How can non-designers learn to approve a print layout?

I am not a designer, I am a scientist. I write papers in Word or LaTeX, the conference organisers give me a template with fonts, rules like “Caption for figures go below the figure, captions for tables go below the table”, etc. I submit a paper in this template, which is reviewed. If it is accepted, I submit the paper (minor corrections are allowed) to the proceedings publishers as a pdf file. The submission system does some very crude automated checking (fonts embedded, page number not over limit) before accepting the file. At some point, a human looks over the file and mails me if there are any problems found. And for me, there are always problems.

I am not a tidy person. Not only don’t I righten the proverbial misaligned picture, I don’t even notice there’s a problem with it. So I don’t catch the cosmetic errors with the layout of my files. I look only for the very big things, like whether there is half a page of blank space, and whether the two columns in the ACM layout align on the last page. If there are none, I submit. And then always get requests to repair things like tables running 1 mm into the margins, or the bottom quarter of a line hidden behind a figure. This wastes quite a lot of time for both me and the publisher who waits for me.

Obviously, I need to learn how to proof-look (is there a real word for that?) my layouts better, but I don’t know where to start. Is there something like a check list which can teach me what to look for? Can you point me to a good one? I guess there are thousands of things which can go wrong, but I am probably falling into the most common newbie traps, so even the simplest list of known “problem areas” will be an improvement. If there are some general guidelines on how to look, or tricks, or even an easy tool which can take my pdf and point out inconsistencies (but please no heavy-weight design package with built-in checking), I’d be happy to hear about these too.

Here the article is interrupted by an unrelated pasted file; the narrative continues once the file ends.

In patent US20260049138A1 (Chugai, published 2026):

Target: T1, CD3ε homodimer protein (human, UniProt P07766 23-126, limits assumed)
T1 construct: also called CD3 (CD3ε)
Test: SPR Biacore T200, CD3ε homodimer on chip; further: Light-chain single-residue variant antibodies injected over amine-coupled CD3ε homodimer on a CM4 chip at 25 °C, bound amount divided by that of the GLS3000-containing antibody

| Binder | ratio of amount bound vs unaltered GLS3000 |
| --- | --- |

Edit: I do compose the text with the final layout. My professor insists on this for several reasons, chiefly because there is a hard upper limit on the number of pages and we must judge the length of each chapter and sub-chapter at each revision (2-3 revisions per week) to be sure the final text will fit. Besides, I make many figures and almost all tables directly in Word. Composing the content without the final formatting would be very inefficient in this case.


You keep asking for a checklist, so let me start one for you. I’ll even make this a wiki so everyone else can pile on.

  • Headlines are in the correct font and
  • Type is in the correct font and size.
  • No images or tables violate the margins.
  • No extra return between headline and
  • No half page of blank space.
  • Words are not hyphenated over a page
  • Look at the top, left, right, and
    bottom margins of every image or
    table which breaks the flow of text.
    Is any text cut off? Is any text IN
    the image or text cut off or
  • Does every image or table have a
  • Is there a header? is it correctly
  • Is there a footer? is it correctly
  • Check for fraction glyphs to confirm
    they are fractions and not corrupted
    dingbats. (you may have to skim your
    text throughout unless you made notes
    where they are.)

jump in when you know the words, gang.

Source : Link , Question Author : rumtscho , Answer Author :

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